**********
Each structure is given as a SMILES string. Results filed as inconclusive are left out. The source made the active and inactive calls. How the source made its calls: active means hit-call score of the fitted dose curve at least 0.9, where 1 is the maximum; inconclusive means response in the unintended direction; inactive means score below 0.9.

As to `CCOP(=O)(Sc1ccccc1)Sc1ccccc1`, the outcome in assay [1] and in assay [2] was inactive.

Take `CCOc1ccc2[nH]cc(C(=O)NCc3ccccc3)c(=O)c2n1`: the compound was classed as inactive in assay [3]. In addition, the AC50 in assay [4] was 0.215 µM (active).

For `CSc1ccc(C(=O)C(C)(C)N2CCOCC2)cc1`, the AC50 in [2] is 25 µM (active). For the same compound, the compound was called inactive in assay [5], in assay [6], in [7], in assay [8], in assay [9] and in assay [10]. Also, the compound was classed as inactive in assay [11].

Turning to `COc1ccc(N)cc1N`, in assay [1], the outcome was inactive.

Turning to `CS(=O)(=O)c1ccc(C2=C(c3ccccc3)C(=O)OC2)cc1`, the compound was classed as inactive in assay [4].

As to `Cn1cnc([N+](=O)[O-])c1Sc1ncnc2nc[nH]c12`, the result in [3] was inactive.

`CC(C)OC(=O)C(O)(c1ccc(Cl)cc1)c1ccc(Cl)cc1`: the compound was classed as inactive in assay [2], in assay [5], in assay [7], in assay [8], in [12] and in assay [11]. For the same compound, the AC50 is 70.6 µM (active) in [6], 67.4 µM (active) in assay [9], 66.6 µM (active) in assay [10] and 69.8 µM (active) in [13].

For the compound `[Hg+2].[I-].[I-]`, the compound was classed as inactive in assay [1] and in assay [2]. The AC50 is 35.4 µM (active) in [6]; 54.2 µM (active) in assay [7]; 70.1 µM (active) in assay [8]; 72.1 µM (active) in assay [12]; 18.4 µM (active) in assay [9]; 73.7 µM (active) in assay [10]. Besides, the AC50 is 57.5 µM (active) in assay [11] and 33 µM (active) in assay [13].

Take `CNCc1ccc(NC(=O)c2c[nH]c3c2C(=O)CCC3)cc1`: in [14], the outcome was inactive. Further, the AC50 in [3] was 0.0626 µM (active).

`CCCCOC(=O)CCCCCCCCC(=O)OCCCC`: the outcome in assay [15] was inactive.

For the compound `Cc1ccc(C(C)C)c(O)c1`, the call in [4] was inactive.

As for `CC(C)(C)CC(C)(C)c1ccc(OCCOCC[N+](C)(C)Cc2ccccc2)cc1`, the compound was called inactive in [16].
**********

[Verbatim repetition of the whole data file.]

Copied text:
Each structure is given as a SMILES string. Results filed as inconclusive are left out. The source made the active and inactive calls. How the source made its calls: active means hit-call score of the fitted dose curve at least 0.9, where 1 is the maximum; inconclusive means response in the unintended direction; inactive means score below 0.9.

As to `CCOP(=O)(Sc1ccccc1)Sc1ccccc1`, the outcome in assay [1] and in assay [2] was inactive.

Take `CCOc1ccc2[nH]cc(C(=O)NCc3ccccc3)c(=O)c2n1`: the compound was classed as inactive in assay [3]. In addition, the AC50 in assay [4] was 0.215 µM (active).

For `CSc1ccc(C(=O)C(C)(C)N2CCOCC2)cc1`, the AC50 in [2] is 25 µM (active). For the same compound, the compound was called inactive in assay [5], in assay [6], in [7], in assay [8], in assay [9] and in assay [10]. Also, the compound was classed as inactive in assay [11].

Turning to `COc1ccc(N)cc1N`, in assay [1], the outcome was inactive.

Turning to `CS(=O)(=O)c1ccc(C2=C(c3ccccc3)C(=O)OC2)cc1`, the compound was classed as inactive in assay [4].

As to `Cn1cnc([N+](=O)[O-])c1Sc1ncnc2nc[nH]c12`, the result in [3] was inactive.

`CC(C)OC(=O)C(O)(c1ccc(Cl)cc1)c1ccc(Cl)cc1`: the compound was classed as inactive in assay [2], in assay [5], in assay [7], in assay [8], in [12] and in assay [11]. For the same compound, the AC50 is 70.6 µM (active) in [6], 67.4 µM (active) in assay [9], 66.6 µM (active) in assay [10] and 69.8 µM (active) in [13].

For the compound `[Hg+2].[I-].[I-]`, the compound was classed as inactive in assay [1] and in assay [2]. The AC50 is 35.4 µM (active) in [6]; 54.2 µM (active) in assay [7]; 70.1 µM (active) in assay [8]; 72.1 µM (active) in assay [12]; 18.4 µM (active) in assay [9]; 73.7 µM (active) in assay [10]. Besides, the AC50 is 57.5 µM (active) in assay [11] and 33 µM (active) in assay [13].

Take `CNCc1ccc(NC(=O)c2c[nH]c3c2C(=O)CCC3)cc1`: in [14], the outcome was inactive. Further, the AC50 in [3] was 0.0626 µM (active).

`CCCCOC(=O)CCCCCCCCC(=O)OCCCC`: the outcome in assay [15] was inactive.

For the compound `Cc1ccc(C(C)C)c(O)c1`, the call in [4] was inactive.

As for `CC(C)(C)CC(C)(C)c1ccc(OCCOCC[N+](C)(C)Cc2ccccc2)cc1`, the compound was called inactive in [16].